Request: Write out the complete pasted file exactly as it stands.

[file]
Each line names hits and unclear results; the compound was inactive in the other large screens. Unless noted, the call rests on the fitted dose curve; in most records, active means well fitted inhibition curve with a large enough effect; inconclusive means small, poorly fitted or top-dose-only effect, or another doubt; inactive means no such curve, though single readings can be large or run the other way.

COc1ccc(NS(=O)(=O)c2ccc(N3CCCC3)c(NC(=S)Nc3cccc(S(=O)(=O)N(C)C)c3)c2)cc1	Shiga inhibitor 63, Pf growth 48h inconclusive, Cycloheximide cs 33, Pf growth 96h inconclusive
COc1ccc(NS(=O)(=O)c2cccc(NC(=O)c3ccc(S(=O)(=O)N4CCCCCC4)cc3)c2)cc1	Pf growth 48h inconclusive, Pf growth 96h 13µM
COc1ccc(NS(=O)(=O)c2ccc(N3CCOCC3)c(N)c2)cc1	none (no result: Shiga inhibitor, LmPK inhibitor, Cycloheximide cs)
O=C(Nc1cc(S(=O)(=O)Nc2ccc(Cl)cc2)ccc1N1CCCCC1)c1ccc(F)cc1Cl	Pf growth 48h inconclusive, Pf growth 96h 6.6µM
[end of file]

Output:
Each line names hits and unclear results; the compound was inactive in the other large screens. Unless noted, the call rests on the fitted dose curve; in most records, active means well fitted inhibition curve with a large enough effect; inconclusive means small, poorly fitted or top-dose-only effect, or another doubt; inactive means no such curve, though single readings can be large or run the other way.

COc1ccc(NS(=O)(=O)c2ccc(N3CCCC3)c(NC(=S)Nc3cccc(S(=O)(=O)N(C)C)c3)c2)cc1	Shiga inhibitor 63, Pf growth 48h inconclusive, Cycloheximide cs 33, Pf growth 96h inconclusive
COc1ccc(NS(=O)(=O)c2cccc(NC(=O)c3ccc(S(=O)(=O)N4CCCCCC4)cc3)c2)cc1	Pf growth 48h inconclusive, Pf growth 96h 13µM
COc1ccc(NS(=O)(=O)c2ccc(N3CCOCC3)c(N)c2)cc1	none (no result: Shiga inhibitor, LmPK inhibitor, Cycloheximide cs)
O=C(Nc1cc(S(=O)(=O)Nc2ccc(Cl)cc2)ccc1N1CCCCC1)c1ccc(F)cc1Cl	Pf growth 48h inconclusive, Pf growth 96h 6.6µM